This Article Originally Published May 2002
by Jeffrey & Todd Brabec
Since the VCR and DVD markets are enormous throughout the world, the sale of video cassettes, DVDs and videodiscs can be a major source of revenue for video divisions of companies and, depending on how a song is licensed, a potentially significant source of income for the music publisher and songwriter.
Many different negotiating approaches may be used for licensing songs for home videos, with the following being the most prevalent: a one-time-only buy-out for all cassettes, DVDs and discs sold; a set royalty for each cassette, DVD and disc sold; and a modified buy-out for a stated number of units, with additional monies for additional cassettes, DVDs and discs sold (referred to as a "rollover advance").
All of the major motion picture companies as well as many of the smaller film companies demand that the music publisher or writer accept a one-time buy-out fee for all video cassette, DVD and disc rights regardless of the actual number of units that may be sold in the future. This fee is usually incorporated into the overall synchronization fee paid by the film company to the music publisher for use of the song in a motion picture. Current successful television series demand the buyout approach as well (usually via an option basis) but will provide for a separate additional fee (e.g., $4,000 to over $10,000 per song) when the episode goes to home video.
Obviously, the value of such a one-time buy-out to a publisher or songwriter is that if the video does not sell well, the monies received from the buy-out may exceed what would have been earned if payment was made on a per-unit sales basis. However, if the video achieves substantial sales levels, the buy-out monies will probably be substantially less than would have been earned if a per-unit royalty had been negotiated.
Royalty per Cassette, DVD or Disc.
The royalty paid for the use of a composition may be based on either a set monetary rate (usually from 8 to 15 per song) or a percentage of the wholesale or retail price of each video, shared on a pro rata basis by all songs contained in the video. The pro rata sharing is sometimes based on the duration of each song in relation to the aggregate timing of all songs or music on the video or, alternatively, the duration of the song to the duration of the entire motion picture.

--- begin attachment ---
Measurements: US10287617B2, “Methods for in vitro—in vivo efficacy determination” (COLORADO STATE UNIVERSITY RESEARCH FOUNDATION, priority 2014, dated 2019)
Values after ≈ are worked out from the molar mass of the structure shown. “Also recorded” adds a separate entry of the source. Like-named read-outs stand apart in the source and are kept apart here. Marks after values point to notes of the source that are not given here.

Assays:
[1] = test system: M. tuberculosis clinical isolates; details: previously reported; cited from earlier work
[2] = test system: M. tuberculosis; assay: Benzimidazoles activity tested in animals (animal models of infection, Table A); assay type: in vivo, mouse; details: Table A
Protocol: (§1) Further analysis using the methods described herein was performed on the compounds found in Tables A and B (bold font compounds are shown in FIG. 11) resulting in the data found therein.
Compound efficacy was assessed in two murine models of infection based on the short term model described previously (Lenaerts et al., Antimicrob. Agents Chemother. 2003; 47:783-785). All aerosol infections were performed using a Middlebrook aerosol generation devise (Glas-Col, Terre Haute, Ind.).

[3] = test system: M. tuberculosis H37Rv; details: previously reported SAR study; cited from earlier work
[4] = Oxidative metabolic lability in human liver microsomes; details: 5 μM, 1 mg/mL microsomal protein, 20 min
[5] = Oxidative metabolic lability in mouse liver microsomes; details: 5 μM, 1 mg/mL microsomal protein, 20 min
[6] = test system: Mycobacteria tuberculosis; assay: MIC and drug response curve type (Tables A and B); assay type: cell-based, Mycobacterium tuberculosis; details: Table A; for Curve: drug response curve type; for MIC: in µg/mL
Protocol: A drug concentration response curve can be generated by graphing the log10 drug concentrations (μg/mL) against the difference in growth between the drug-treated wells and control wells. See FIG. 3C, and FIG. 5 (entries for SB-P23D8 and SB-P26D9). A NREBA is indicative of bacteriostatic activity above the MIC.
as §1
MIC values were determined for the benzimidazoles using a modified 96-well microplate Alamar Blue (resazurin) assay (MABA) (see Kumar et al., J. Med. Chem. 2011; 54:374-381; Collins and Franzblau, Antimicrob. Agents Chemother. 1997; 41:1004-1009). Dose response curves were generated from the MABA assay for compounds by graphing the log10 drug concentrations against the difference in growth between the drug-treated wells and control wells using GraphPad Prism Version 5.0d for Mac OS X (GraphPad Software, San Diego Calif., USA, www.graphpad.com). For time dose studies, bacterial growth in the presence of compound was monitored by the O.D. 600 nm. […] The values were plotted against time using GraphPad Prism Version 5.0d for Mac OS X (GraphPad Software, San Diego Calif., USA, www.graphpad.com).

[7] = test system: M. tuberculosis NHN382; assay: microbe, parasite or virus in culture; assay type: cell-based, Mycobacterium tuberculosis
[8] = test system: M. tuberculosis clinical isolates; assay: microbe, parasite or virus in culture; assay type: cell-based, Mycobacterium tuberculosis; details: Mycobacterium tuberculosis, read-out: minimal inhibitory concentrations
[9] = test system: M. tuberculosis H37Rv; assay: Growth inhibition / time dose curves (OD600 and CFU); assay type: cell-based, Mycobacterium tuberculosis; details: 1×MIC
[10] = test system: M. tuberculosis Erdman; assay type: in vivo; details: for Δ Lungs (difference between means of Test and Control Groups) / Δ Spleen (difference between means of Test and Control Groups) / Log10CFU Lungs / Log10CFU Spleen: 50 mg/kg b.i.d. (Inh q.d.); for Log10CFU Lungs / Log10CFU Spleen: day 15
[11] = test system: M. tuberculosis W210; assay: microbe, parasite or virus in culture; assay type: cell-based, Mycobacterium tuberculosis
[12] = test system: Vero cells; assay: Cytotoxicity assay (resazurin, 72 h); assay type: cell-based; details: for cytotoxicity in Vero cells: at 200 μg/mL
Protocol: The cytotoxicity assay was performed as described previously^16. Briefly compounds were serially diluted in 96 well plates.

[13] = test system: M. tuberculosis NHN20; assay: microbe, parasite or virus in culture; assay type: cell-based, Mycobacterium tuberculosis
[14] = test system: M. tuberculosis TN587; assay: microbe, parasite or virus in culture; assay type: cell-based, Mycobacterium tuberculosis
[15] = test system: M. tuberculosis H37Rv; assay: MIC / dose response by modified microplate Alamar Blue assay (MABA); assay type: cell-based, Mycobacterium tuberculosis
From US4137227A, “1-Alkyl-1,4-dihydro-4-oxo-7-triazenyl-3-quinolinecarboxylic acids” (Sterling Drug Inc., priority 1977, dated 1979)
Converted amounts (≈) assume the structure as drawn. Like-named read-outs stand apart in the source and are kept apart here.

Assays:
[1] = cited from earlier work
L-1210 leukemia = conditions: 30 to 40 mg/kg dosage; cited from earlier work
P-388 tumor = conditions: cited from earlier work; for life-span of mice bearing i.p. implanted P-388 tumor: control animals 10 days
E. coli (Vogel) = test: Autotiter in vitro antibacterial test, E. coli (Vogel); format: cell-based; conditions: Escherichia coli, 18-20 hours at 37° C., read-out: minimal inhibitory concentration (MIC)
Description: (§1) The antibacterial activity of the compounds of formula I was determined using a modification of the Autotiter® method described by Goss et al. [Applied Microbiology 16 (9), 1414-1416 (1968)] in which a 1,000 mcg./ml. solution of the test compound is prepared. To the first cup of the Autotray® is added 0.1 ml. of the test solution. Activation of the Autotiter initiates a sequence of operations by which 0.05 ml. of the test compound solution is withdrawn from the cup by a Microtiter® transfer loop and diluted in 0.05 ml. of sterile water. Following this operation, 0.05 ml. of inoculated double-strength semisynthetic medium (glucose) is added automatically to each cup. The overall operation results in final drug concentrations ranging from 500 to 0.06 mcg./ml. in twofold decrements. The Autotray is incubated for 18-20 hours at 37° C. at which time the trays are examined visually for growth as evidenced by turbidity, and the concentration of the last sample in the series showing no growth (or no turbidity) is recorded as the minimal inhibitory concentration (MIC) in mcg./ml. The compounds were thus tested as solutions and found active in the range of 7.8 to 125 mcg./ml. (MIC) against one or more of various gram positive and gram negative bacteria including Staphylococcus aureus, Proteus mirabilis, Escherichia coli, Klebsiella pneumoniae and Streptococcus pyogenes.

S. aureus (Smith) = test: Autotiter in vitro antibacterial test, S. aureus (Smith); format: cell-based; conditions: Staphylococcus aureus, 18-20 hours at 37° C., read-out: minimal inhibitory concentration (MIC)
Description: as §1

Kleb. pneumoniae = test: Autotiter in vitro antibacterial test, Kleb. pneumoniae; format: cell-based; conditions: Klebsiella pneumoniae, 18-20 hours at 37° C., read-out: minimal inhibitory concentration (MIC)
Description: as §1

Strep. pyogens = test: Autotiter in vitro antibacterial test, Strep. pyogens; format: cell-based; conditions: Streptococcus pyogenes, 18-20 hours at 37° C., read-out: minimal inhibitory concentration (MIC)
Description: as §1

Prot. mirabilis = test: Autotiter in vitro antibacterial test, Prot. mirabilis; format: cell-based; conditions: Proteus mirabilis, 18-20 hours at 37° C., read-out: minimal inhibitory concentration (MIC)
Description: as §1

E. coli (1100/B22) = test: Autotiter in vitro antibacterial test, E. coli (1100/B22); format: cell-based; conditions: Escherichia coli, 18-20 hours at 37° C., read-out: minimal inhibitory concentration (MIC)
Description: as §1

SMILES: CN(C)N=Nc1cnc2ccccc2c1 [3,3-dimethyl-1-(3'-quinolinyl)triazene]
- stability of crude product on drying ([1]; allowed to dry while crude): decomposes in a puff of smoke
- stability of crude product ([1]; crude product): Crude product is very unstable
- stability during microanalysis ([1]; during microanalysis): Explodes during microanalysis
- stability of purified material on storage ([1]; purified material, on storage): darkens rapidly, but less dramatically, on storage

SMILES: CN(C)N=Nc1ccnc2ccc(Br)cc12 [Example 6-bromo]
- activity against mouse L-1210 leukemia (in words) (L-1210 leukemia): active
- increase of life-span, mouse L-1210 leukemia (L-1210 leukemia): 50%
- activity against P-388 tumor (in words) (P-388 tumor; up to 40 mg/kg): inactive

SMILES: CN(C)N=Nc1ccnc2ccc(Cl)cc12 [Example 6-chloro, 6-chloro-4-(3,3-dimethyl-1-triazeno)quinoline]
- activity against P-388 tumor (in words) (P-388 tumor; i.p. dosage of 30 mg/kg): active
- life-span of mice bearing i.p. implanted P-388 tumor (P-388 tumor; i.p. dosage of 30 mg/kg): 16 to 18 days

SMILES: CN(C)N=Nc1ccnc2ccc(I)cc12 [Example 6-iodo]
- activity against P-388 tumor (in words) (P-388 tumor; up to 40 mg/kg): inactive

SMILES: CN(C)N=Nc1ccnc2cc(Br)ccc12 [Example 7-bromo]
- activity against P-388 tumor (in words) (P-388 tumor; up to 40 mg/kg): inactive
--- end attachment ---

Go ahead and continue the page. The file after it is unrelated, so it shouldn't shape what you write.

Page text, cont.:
The penny per cassette, DVD, or disc approach is one of the simpler ways to deal with home video distribution, since all the distributing company has to do is to compute the number of units sold and multiply that number by the agreed-upon per-song penny royalty. For example, if 100,000 DVDs are sold and a particular song has a 15 royalty, the aggregate payment to the music publisher and songwriter would be $15,000. There are also no calculations necessary as to a particular song's timing compared to the timing of all other music in the DVD and no recalculations based on changes in the wholesale or retail prices of the video--an important factor to some companies, since a video is often released at an expensive price for the rental market and then reduced to stimulate consumer sales at retail (the "sell through" price).
Under the wholesale price percentage formula, all songs share in a percentage of the monies paid to the distribution company by retailers. For example, if the royalty is 5% of the wholesale price of each video shared by all songs, the computations might look as follows:
|$10.00||Wholesale price to retailers|
|x 5%||Royalty percentage|
|50||Total music royalties
shared by 10 songs on a video
If the royalty is based on a percentage of the wholesale price, many publishers provide for a minimum or "floor" on the royalties they will receive to prevent the royalty from being less than a minimum amount (e.g., 5% of the wholesale price but in no event less than the current U.S. Copyright Law statutory mechanical rate or a set monetary amount such as 9 per song).
Modified Buy-Out or Rollover Advance.
Under the modified buy-out or rollover advance formula, the production company pays the music publisher a certain up-front fee for a set number of videos, with additional predetermined fees paid as additional sales plateaus are reached. For example, a producer may pay $10,000 for the first 100,000 units sold and an additional $10,000 for each additional 100,000 units. The initial fee is almost always paid when the license is signed, with subsequent fees (or advances) paid at the attainment of each sales plateau.